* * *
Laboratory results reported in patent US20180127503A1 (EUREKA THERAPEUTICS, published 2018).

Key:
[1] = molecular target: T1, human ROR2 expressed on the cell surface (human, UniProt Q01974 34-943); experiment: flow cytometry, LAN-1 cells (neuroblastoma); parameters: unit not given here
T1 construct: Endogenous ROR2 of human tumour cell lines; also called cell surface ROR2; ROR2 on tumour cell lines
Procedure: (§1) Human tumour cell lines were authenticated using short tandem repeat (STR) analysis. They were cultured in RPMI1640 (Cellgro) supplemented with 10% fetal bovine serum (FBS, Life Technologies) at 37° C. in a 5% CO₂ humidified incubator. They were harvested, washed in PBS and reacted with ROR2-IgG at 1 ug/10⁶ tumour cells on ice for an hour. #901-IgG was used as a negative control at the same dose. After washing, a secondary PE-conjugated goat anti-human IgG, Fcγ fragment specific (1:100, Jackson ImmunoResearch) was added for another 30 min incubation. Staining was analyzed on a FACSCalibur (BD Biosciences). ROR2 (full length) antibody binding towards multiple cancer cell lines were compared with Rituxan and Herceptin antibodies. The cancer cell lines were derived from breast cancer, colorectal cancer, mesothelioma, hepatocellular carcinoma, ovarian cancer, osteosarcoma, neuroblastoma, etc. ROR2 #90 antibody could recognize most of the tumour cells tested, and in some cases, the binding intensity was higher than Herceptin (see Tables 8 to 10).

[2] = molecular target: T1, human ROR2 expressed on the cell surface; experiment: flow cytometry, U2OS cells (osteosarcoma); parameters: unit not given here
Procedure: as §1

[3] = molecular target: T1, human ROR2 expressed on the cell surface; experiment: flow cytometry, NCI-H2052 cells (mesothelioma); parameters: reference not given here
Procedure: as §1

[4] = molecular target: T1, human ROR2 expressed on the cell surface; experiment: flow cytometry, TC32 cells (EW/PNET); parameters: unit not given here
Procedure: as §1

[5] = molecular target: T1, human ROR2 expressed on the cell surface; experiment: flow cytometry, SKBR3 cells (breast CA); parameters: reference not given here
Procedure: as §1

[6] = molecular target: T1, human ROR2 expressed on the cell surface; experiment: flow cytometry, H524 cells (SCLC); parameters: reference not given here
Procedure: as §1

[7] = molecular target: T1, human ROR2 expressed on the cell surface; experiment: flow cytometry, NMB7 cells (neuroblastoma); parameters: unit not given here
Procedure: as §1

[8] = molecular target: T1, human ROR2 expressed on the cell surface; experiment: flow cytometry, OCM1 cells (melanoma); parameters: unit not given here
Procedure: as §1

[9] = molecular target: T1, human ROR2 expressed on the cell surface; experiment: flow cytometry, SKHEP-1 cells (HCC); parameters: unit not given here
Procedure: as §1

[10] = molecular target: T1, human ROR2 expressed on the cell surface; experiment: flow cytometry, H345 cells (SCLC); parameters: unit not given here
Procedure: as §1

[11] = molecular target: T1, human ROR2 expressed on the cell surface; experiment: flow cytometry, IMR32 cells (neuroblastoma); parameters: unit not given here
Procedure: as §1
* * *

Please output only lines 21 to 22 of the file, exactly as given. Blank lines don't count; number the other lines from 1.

Procedure: as §1

[10] = molecular target: T1, human ROR2 expressed on the cell surface; experiment: flow cytometry, H345 cells (SCLC); parameters: unit not given here